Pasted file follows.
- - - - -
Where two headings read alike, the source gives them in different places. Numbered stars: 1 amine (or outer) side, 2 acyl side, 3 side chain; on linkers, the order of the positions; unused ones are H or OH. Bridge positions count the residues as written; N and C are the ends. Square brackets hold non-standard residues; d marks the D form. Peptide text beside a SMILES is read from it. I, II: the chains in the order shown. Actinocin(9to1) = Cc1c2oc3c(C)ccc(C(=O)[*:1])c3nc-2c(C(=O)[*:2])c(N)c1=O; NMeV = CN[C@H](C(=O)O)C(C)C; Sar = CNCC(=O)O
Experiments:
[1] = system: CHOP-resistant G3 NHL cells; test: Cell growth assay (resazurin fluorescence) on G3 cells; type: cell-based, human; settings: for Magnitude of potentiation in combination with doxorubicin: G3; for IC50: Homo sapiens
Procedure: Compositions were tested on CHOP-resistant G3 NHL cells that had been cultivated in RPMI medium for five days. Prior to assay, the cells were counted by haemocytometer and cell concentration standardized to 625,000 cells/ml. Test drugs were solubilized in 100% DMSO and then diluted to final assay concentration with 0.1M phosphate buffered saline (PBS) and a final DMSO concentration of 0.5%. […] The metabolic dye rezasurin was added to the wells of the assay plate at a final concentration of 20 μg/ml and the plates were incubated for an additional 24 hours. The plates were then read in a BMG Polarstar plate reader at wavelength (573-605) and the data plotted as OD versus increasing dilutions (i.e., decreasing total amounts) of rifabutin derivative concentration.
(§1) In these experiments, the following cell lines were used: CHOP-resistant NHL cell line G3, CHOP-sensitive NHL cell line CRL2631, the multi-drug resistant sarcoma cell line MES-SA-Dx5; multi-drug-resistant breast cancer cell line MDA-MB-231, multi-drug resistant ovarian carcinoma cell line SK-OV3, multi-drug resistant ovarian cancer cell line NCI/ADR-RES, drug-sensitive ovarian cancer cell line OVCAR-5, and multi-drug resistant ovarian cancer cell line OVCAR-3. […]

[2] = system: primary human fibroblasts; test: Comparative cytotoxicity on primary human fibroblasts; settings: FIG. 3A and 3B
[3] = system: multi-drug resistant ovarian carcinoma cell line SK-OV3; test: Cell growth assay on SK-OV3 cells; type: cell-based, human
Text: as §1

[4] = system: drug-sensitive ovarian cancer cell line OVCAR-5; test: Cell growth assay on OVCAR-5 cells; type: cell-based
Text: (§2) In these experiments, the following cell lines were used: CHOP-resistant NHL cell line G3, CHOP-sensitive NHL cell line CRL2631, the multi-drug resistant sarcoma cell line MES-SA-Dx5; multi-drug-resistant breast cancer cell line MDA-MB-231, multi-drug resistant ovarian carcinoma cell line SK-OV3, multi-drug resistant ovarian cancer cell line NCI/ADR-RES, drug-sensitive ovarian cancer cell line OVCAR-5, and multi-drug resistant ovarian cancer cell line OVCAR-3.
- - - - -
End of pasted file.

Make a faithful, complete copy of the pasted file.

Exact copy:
Where two headings read alike, the source gives them in different places. Numbered stars: 1 amine (or outer) side, 2 acyl side, 3 side chain; on linkers, the order of the positions; unused ones are H or OH. Bridge positions count the residues as written; N and C are the ends. Square brackets hold non-standard residues; d marks the D form. Peptide text beside a SMILES is read from it. I, II: the chains in the order shown. Actinocin(9to1) = Cc1c2oc3c(C)ccc(C(=O)[*:1])c3nc-2c(C(=O)[*:2])c(N)c1=O; NMeV = CN[C@H](C(=O)O)C(C)C; Sar = CNCC(=O)O
Experiments:
[1] = system: CHOP-resistant G3 NHL cells; test: Cell growth assay (resazurin fluorescence) on G3 cells; type: cell-based, human; settings: for Magnitude of potentiation in combination with doxorubicin: G3; for IC50: Homo sapiens
Procedure: Compositions were tested on CHOP-resistant G3 NHL cells that had been cultivated in RPMI medium for five days. Prior to assay, the cells were counted by haemocytometer and cell concentration standardized to 625,000 cells/ml. Test drugs were solubilized in 100% DMSO and then diluted to final assay concentration with 0.1M phosphate buffered saline (PBS) and a final DMSO concentration of 0.5%. […] The metabolic dye rezasurin was added to the wells of the assay plate at a final concentration of 20 μg/ml and the plates were incubated for an additional 24 hours. The plates were then read in a BMG Polarstar plate reader at wavelength (573-605) and the data plotted as OD versus increasing dilutions (i.e., decreasing total amounts) of rifabutin derivative concentration.
(§1) In these experiments, the following cell lines were used: CHOP-resistant NHL cell line G3, CHOP-sensitive NHL cell line CRL2631, the multi-drug resistant sarcoma cell line MES-SA-Dx5; multi-drug-resistant breast cancer cell line MDA-MB-231, multi-drug resistant ovarian carcinoma cell line SK-OV3, multi-drug resistant ovarian cancer cell line NCI/ADR-RES, drug-sensitive ovarian cancer cell line OVCAR-5, and multi-drug resistant ovarian cancer cell line OVCAR-3. […]

[2] = system: primary human fibroblasts; test: Comparative cytotoxicity on primary human fibroblasts; settings: FIG. 3A and 3B
[3] = system: multi-drug resistant ovarian carcinoma cell line SK-OV3; test: Cell growth assay on SK-OV3 cells; type: cell-based, human
Text: as §1

[4] = system: drug-sensitive ovarian cancer cell line OVCAR-5; test: Cell growth assay on OVCAR-5 cells; type: cell-based
Text: (§2) In these experiments, the following cell lines were used: CHOP-resistant NHL cell line G3, CHOP-sensitive NHL cell line CRL2631, the multi-drug resistant sarcoma cell line MES-SA-Dx5; multi-drug-resistant breast cancer cell line MDA-MB-231, multi-drug resistant ovarian carcinoma cell line SK-OV3, multi-drug resistant ovarian cancer cell line NCI/ADR-RES, drug-sensitive ovarian cancer cell line OVCAR-5, and multi-drug resistant ovarian cancer cell line OVCAR-3.